- SMB group – self-service tools, tailored content
- Trial users – educational resources, personalized outreach
This segmented approach allows for delivering customized experiences tuned to each customer group.
The Role of IoT in Customer Service
The Internet of Things (IoT) is having a major impact on customer service capabilities. By 2021, Gartner predicts there will be over 25 billion IoT-connected devices globally.
These connected products and sensors allow companies to take customer service to the next level with proactive, predictive maintenance and service:
- Telemetry data from IoT devices can identify potential issues before they cause failure or downtime. If a connected machine detects unusual vibration patterns for example, it can proactively alert the customer and service team to address it.
- Self-diagnostics enable connected products to check their own status and performance. Based on real-time IoT sensor data, devices can self-identify emerging problems and trigger alerts. This allows for catching problems early.
- Contextual data from IoT sensors provides service teams with richer information for troubleshooting and issue resolution. Agents have access to detailed machine usage data and can better diagnose root causes.
However, the rise of IoT also creates challenges for customer service operations:
- Connected products generate enormous amounts of sensor data. Customer service software needs powerful analytics capabilities to transform this data into actionable insights.
- IoT data must be monitored 24/7 to detect anomalies and emerging issues in real time. This requires specialized data science skills.
- Companies need data management strategies to store, process, analyze, and take action on huge volumes of IoT data over time.
- Security and privacy concerns must be addressed as increasing amounts of customer data are gathered.
- Field service teams may require additional training and resources to service interconnected, sensor-enabled products.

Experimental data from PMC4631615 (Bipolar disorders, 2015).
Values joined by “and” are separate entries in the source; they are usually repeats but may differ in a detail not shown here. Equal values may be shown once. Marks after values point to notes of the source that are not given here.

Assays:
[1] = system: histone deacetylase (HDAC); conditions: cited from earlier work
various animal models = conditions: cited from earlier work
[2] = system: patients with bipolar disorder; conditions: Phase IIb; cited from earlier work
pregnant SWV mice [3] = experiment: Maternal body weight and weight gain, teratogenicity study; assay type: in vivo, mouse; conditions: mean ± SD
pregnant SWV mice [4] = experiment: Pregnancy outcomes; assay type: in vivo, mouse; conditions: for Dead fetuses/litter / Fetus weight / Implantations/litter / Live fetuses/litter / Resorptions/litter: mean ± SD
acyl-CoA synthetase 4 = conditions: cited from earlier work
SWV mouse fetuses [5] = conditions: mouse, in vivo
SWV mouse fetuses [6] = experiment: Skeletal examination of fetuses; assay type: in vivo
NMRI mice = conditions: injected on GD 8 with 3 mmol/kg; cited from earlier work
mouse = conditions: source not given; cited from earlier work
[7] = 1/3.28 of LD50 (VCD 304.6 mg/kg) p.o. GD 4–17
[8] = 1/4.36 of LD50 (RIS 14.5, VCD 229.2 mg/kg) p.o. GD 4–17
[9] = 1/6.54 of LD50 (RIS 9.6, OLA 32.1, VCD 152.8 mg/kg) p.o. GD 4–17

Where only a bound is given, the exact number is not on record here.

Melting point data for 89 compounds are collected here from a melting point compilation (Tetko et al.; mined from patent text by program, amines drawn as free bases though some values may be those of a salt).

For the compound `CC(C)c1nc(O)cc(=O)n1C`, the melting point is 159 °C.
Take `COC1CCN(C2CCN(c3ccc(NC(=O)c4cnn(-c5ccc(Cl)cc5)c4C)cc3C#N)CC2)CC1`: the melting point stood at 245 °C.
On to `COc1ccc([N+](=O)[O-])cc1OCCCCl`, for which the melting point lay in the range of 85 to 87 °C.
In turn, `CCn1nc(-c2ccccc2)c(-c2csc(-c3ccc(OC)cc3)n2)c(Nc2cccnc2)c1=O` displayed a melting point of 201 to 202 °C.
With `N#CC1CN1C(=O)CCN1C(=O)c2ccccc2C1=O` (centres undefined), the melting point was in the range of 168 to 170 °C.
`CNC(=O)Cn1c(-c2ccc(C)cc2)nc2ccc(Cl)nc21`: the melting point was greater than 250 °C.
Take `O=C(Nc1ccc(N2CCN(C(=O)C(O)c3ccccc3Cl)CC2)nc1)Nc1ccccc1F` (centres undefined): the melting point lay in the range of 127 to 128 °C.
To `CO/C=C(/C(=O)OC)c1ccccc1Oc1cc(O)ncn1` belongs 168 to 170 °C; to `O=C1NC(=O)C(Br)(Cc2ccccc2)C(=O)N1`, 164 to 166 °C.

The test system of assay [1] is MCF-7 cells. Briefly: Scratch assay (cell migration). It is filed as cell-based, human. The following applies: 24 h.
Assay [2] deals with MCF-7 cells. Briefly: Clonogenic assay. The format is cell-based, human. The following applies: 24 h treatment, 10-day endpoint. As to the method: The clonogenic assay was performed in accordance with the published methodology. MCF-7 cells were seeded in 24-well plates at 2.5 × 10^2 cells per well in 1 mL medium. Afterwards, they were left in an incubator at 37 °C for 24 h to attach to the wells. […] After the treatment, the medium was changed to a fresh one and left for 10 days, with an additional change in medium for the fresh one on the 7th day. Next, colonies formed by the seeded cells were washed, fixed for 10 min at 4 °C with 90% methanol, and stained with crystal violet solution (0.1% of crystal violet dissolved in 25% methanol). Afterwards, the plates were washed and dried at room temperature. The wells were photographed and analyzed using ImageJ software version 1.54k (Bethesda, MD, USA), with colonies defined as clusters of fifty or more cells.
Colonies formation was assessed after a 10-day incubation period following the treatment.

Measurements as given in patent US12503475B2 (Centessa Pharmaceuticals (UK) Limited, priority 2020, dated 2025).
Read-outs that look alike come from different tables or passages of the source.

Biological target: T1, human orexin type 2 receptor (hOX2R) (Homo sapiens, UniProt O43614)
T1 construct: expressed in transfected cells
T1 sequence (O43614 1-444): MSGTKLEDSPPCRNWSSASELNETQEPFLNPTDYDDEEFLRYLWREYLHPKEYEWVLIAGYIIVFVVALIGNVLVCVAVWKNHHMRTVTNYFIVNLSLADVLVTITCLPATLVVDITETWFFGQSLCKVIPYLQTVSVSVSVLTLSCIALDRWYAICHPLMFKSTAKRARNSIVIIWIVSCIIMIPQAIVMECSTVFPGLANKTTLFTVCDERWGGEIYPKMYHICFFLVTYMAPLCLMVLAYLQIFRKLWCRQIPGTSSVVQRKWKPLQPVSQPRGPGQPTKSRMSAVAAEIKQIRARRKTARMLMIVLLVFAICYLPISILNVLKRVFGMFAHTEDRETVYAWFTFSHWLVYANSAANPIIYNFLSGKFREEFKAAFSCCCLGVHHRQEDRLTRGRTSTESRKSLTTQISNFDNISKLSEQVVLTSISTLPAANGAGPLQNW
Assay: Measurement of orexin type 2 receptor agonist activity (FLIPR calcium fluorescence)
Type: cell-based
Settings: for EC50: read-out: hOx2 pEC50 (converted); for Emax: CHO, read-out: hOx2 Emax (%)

- Customers need education on how to use, maintain, and troubleshoot connected devices.
Overall, the rise of IoT represents a major opportunity to enhance predictive service and customer experiences. But it also creates new challenges around analytics, data, security, and service delivery.
Companies require holistic strategies to capitalize on the IoT revolution in customer service. With careful planning, they can utilize connected products to deliver proactive, customized support at scale. The IoT wave is here, and customer service must adapt quickly to ride it.
The Multiexperience Mindset
Looking ahead, customer service software must adopt a “must experience” mindset.
Rather than individual channels and touchpoints, companies must focus on delivering seamless journeys across the entire experience lifecycle.
This means looking at the customer journey holistically, not just as isolated interactions. Service teams need to connect insights and context across web, mobile, in-store, call center, and advertising interactions to optimize the experience.
Three capabilities are needed to enable this:
- Omnichannel orchestration: Coordinate engagement across different front-end and back-end systems.
- Journey analytics: Map and measure how customers navigate across channels and departments.
- Experience personalization: Use integrated data to tailor interactions to individual customer needs.
By connecting experiences end-to-end, companies can offer seamless, contextual service across channels.
Frequently Asked Questions
1. How Are Customer Service Organizations Becoming Profit Centers?
Customer service teams are evolving into profit centers by focusing on customer lifetime value, share of wallet growth, and customer retention – not just cost reduction. They utilize digital touchpoints to generate revenue via upsells, cross-sells, subscriptions, and referrals. Customer data and marketing capabilities enable personalized recommendations that boost incremental revenue.
2. What Technologies Are Enabling Proactive Customer Service?
Artificial intelligence, machine learning, predictive analytics, natural language processing, and customer data platforms are powering proactive service models. Bots and algorithms can analyze historical data to anticipate customer needs before they arise. Contextual data provides insights to make recommendations personalized to each user.
3. Are Messaging Platforms Secure Enough for Customer Service?
Messaging apps utilize end-to-end encryption and other security measures to protect user data. Companies follow security best practices like using approved devices, securing API access, monitoring for threats, and establishing auditing procedures. Proper implementation allows messaging platforms to handle customer service securely.
Customer service software is undergoing major shifts – from cost center to profit driver, from reactive to proactive, and from channel-focused to journey-focused. Messaging platforms and technologies like AI and IoT are also transforming capabilities.
Companies must keep pace with these customer service evolutions to remain competitive. By leveraging new technologies and strategies, they can meet rising customer expectations and turn service into a driver of loyalty and business growth.
The future of customer service is bright for organizations that embrace this evolution. As the famous quote goes – “Change is the only constant in life.”